Certain martensitic precipitation-hardenable stainless steel is also excluded from the scope of this review. This high-strength, ductile stainless steel product is designated under the Unified Numbering System (“UNS”) as S45500-grade steel, and contains, by weight, 11 to 13 percent chromium, and 7 to 10 percent nickel. Carbon, manganese, silicon and molybdenum each comprise, by weight, 0.05 percent or less, with phosphorus and sulfur each comprising, by weight, 0.03 percent or less. This steel has copper, niobium, and titanium added to achieve aging, and will exhibit yield strengths as high as 1700 Mpa and ultimate tensile strengths as high as 1750 Mpa after aging, with elongation percentages of 3 percent or less in 50 mm. It is generally provided in thicknesses between 0.635 and 0.787 mm, and in widths of 25.4 mm. This product is most commonly used in the manufacture of television tubes and is currently available under proprietary trade names such as “Durphynox 17.”4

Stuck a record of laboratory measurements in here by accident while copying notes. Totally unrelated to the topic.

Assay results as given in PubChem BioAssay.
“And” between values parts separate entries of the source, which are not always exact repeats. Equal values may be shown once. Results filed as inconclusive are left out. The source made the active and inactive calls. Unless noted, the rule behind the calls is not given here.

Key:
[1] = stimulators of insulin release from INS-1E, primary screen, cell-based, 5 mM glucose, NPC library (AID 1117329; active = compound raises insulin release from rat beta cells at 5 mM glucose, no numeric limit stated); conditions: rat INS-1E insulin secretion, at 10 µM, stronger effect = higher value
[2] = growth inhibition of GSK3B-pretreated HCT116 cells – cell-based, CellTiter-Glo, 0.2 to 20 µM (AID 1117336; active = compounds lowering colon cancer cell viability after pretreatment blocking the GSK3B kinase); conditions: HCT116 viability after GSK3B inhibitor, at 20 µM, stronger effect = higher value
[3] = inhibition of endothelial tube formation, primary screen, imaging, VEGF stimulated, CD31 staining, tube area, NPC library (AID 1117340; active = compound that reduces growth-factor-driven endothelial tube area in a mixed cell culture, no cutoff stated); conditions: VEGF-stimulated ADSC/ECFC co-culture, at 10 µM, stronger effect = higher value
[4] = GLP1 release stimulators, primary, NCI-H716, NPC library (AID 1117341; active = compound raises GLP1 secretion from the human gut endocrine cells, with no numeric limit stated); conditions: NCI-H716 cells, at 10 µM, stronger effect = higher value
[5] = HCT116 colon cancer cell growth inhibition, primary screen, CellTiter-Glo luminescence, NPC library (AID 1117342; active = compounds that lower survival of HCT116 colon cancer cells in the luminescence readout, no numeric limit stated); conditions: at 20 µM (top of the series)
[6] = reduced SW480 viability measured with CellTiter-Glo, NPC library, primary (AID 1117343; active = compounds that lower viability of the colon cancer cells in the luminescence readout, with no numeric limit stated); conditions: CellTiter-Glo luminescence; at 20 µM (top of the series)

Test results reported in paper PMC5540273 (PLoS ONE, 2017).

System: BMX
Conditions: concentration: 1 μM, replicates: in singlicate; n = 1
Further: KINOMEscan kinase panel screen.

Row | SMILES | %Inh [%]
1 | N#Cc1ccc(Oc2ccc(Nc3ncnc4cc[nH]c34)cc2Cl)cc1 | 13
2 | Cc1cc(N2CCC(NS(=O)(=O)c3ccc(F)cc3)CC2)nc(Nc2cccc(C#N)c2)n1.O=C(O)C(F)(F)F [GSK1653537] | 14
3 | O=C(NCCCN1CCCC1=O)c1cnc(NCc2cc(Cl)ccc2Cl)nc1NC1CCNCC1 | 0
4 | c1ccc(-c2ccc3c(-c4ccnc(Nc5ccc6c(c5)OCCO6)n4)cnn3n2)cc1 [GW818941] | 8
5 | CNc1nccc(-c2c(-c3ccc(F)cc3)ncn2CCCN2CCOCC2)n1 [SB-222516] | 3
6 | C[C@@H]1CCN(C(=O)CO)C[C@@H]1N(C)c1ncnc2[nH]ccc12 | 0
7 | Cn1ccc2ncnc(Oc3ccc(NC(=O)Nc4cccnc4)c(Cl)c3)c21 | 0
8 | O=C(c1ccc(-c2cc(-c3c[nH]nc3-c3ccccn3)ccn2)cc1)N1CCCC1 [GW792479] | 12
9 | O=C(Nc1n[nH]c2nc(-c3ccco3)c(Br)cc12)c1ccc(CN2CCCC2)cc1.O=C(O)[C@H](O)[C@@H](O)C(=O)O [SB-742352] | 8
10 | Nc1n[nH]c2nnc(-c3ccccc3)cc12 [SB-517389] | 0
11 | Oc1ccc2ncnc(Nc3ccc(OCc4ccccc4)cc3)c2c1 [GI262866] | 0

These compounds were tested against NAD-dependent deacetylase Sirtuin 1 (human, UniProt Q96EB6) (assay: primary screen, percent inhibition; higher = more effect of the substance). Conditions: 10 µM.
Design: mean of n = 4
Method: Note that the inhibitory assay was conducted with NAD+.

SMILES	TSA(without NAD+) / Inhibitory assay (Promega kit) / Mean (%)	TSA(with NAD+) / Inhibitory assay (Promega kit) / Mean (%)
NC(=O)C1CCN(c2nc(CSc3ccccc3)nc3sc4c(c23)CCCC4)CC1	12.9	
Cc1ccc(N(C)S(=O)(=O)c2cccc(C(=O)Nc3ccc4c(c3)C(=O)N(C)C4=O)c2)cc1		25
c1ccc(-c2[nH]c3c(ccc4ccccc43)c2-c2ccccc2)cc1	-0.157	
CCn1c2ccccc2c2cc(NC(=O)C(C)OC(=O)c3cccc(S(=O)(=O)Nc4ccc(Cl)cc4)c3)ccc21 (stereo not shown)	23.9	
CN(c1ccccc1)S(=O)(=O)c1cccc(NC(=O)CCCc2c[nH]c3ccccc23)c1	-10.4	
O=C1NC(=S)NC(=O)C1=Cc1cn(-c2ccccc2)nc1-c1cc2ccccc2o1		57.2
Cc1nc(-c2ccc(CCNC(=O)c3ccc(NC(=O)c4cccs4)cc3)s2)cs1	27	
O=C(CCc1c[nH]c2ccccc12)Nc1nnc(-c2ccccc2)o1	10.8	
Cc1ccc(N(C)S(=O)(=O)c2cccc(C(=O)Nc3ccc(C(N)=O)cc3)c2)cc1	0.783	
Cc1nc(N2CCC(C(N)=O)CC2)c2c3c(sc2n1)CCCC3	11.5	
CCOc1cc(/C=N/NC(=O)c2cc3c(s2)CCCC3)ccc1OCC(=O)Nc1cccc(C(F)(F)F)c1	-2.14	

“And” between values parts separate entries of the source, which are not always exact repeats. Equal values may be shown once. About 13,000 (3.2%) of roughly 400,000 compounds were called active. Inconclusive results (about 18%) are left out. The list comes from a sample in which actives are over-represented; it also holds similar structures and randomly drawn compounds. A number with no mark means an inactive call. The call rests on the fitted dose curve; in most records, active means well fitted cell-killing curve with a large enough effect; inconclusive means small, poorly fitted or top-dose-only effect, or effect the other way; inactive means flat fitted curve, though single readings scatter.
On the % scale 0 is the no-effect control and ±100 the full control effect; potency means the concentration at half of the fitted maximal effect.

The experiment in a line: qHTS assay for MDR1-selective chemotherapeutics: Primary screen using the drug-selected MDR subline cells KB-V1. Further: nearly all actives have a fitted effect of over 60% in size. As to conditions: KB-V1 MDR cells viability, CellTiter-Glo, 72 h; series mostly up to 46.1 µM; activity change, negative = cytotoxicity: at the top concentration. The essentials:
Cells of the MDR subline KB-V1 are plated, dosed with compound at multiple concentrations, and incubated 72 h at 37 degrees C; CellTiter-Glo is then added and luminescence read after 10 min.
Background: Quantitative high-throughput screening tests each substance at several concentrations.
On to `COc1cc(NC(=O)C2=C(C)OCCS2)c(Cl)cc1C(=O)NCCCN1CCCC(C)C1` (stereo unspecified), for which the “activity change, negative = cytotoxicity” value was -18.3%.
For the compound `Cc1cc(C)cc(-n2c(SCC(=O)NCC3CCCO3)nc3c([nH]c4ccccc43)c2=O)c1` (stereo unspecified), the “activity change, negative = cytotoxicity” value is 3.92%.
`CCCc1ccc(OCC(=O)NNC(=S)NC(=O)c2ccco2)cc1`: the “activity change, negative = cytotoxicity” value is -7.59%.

Finally, three specialty stainless steels typically used in certain industrial blades and surgical and medical instruments are also excluded from the scope of this review. These include stainless steel strip in coils used in the production of textile cutting tools (e.g., carpet knives).[5] This steel is similar to AISI grade 420 but containing, by weight, 0.5 to 0.7 percent of molybdenum. The steel also contains, by weight, carbon of between 1.0 and 1.1 percent, sulfur of 0.020 percent or less, and includes between 0.20 and 0.30 percent copper and between 0.20 and 0.50 percent cobalt. This steel is sold under proprietary names such as “GIN4 Mo.” The second excluded stainless steel strip in coils is similar to AISI 420-J2 and contains, by weight, carbon of between 0.62 and 0.70 percent, silicon of between 0.20 and 0.50 percent, manganese of between 0.45 and 0.80 percent, phosphorus of no more than 0.025 percent and sulfur of no more than 0.020 percent. This steel has a carbide density on average of 100 carbide particles per 100 square microns. An example of this product is “GIN5” steel. The third specialty steel has a chemical composition similar to AISI 420 F, with carbon of between 0.37 and 0.43 percent, molybdenum of between 1.15 and 1.35 percent, but lower manganese of between 0.20 and 0.80 percent, phosphorus of no more than 0.025 percent, silicon ofbetween 0.20 and 0.50 percent, and sulfur of no more than 0.020 percent. This product is supplied with a hardness of more than Hv 500 guaranteed after customer processing, and is supplied as, for example, “GIN6”.6